THE SENTINEL still remains one of the scariest and creepiest imaginings to this day. While not the most perfect scare flick of all time, it's definitely worth watching if you're a fan of the creeps. One watch and you might start to wonder if the next apartment you rent is the gateway to hell.
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VINE VOICEon October 2, 2004
It amazes me that this movie was made when it was. Viewing it again recently creeped me out much more than it did on my first viewing years ago. Back then, I had read and really liked the book, when I saw the film, i wasn't as impressed. Now after viewing it again, it scares me more. Some of the things here that I did not apprecaite before, practically jumped off of the screen and slapped me in the face. On the surface, it is very much that typical gates of hell meets Burnt Offerings kind of story - but really it is in some respects a complete freak show, in-you-face attempt to make you squirm. Have we become so conservative that this older film seems more potent now than then?

I put the DVD in - vaguely remembering most of it and as the credits roll I see: Chris Sarandon, Burgess Meredith, Ava Gardner, Beverly D'Angelo, Sylvia Miles, John Carradine, Eli Wallach, Jeff Goldblum, Christopher Walken ... wow! Once the story takes off, were treated to naked freaks from hell, a horrific menage scene, acid-trip looking birthday parties for cats, and Beverly D'angelo masturbating silently on her couch in front of company! Of course they're all disciples of Hell pursuing poor Christina Raines - but man do they creep you out. Recommended more as reminder of what we used to be able to get away with than the ultimate and obviios conclusion but what a sick, creepy ride.
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on October 1, 2005
Allison Parker is a beautiful, fairly successful model, who is in the market for an apartment of her own. SHe has a great boyfriend, who she has every intention of marrying, but would like to prove to herself that she can live on her own, independently, before taking that step. So, after months of searching, she finds what she sees as the perfect apartment. It's furnished, has a great view and is in her price range. SHe takes it!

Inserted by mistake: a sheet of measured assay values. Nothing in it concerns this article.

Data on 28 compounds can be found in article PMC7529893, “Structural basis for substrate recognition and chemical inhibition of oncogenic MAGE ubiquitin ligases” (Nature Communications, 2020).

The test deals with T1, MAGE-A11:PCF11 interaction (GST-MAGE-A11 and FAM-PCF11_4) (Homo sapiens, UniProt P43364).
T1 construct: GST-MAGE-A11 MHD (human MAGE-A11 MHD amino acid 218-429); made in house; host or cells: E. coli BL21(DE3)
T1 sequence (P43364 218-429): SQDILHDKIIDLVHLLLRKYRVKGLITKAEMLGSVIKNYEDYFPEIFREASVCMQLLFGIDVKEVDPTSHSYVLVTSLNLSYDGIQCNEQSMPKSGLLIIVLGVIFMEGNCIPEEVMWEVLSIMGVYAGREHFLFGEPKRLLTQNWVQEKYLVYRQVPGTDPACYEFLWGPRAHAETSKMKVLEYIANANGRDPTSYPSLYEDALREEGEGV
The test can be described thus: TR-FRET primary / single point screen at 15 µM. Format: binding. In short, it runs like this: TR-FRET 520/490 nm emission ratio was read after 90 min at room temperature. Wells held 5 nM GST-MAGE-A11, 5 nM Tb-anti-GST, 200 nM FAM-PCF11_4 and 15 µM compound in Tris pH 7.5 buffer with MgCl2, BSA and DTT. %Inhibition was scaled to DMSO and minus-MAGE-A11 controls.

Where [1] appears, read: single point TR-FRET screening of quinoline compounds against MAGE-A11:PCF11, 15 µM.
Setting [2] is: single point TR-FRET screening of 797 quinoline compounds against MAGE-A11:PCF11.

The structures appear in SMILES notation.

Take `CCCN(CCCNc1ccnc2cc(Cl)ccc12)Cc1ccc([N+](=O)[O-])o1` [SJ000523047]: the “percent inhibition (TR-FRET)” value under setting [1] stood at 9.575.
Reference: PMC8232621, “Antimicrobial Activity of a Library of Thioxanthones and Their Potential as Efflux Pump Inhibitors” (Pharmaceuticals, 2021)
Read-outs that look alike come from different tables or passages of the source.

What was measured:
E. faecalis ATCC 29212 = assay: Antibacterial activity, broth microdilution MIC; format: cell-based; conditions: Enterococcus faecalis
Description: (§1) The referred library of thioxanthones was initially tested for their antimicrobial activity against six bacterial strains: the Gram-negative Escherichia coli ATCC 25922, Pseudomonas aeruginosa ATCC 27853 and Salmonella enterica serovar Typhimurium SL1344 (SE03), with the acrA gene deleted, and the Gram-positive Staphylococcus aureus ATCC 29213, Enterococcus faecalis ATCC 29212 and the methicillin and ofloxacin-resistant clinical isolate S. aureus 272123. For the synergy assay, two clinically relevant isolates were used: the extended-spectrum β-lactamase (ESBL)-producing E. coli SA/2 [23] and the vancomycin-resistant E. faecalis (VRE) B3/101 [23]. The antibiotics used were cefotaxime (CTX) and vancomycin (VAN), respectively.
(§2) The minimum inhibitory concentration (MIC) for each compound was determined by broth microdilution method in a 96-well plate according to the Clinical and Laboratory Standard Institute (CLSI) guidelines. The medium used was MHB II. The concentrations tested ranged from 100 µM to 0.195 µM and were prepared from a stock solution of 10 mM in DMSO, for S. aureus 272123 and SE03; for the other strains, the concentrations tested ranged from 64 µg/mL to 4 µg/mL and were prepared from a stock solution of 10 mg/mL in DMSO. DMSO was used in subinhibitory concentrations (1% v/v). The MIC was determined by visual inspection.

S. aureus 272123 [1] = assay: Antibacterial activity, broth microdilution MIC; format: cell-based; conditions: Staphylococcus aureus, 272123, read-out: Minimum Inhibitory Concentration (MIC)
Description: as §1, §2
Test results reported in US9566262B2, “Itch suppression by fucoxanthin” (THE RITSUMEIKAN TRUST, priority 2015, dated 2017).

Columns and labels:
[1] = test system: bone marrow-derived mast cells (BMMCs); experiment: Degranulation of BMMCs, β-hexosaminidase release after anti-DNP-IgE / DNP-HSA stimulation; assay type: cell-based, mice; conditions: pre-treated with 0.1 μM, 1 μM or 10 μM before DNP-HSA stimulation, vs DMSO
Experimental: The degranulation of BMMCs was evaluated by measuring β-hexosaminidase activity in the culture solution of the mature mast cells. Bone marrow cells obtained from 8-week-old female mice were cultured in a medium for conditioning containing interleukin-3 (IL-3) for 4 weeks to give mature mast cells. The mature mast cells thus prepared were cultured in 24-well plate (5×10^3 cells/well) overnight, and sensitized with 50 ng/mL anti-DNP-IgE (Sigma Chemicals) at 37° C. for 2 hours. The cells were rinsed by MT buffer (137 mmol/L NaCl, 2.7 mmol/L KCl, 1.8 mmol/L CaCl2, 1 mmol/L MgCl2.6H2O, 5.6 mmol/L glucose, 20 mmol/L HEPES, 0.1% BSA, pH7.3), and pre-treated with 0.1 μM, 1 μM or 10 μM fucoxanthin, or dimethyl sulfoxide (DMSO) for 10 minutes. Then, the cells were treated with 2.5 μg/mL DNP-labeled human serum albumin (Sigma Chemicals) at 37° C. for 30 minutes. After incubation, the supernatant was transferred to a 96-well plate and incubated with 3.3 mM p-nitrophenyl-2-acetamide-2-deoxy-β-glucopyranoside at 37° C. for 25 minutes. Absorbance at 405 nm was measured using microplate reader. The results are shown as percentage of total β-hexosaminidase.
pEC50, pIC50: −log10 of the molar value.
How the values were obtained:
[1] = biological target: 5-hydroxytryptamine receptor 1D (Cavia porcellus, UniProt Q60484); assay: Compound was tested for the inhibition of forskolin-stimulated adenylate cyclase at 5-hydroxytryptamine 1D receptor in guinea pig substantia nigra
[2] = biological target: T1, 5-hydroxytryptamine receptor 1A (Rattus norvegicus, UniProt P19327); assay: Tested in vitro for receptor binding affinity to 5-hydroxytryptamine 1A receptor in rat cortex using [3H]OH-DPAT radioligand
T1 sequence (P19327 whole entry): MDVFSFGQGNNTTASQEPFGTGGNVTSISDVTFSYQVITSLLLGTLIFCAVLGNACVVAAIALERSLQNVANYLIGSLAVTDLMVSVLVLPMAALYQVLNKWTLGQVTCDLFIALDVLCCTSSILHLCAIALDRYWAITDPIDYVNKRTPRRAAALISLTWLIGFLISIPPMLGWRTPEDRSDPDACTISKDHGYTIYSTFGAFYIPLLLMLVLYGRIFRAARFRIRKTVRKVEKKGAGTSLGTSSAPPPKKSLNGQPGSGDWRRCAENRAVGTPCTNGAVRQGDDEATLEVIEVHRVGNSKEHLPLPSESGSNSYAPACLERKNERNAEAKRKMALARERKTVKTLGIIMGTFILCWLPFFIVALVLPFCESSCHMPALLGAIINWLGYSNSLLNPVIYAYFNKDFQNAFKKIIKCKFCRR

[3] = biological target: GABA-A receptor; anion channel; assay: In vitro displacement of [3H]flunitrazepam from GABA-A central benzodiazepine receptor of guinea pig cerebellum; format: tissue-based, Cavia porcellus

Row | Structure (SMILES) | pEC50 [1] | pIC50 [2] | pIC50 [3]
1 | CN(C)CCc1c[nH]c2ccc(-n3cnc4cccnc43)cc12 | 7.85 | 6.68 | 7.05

Things are going great in her new home. She meets a friendly neighbor, an elderly man, whose only companions are his cat and bird. The place is quiet. In fact, she rarely hears a peep out of the other tenants. The priest upstairs is very old and not very responsive to anything. In fact, he simply gazes out his front window everyday and stares at the world, even though he is blind.

The place seems perfect for Allison. Until she decides to stop into one of her neighbors units and introduce herself. They are two women in their mid-thirties(one of them played by Beverly D'Angelo) and they are a little different. In fact, they begin fondling themselves right in front of Allison. This creeps Allison out a little, so she leaves. Nothing too terrible and certainly no reason to leave the apartment.

Later that night, Allison hears heavy footsteps from the apartment above hers. SHe also hears a lound banging noise and this makes for a difficult night sleeping. The next morning she visits the landlord in the city and asks who lives up there. The landlord finds this funny and tells Allison that there is only one other tenant; the preist upstairs!!!

So, now we are taken on a wild ride as Allison tries to figure out who these other tenants are, who the priest is and exactly what is going on with her health, which has been worsening as the film develops. This is "The Sentinel".

This film is fairly tense and has a great plot. The cast does a wonderful job with the acting and make their roles very believable. I did knock off 2 stars for the pace of the film, which is really, really slow. And, for the dialogue. I realize this was made in the 70's, but I stil have a hard time believing that New York strangers interacted so politly with each other at all times, especially when someone just walks into their apartment as Allison did to the odd female couple. All in all, this is a very watchable film, with a good ending. It is more of the religious-type horror(think "The Seventh Sign" or "The Omen" or for you more modern folks, "The Order") and I am not particularly a fan of that genre, but this film is still enjoyable.

SO, grab some treats and enjoy!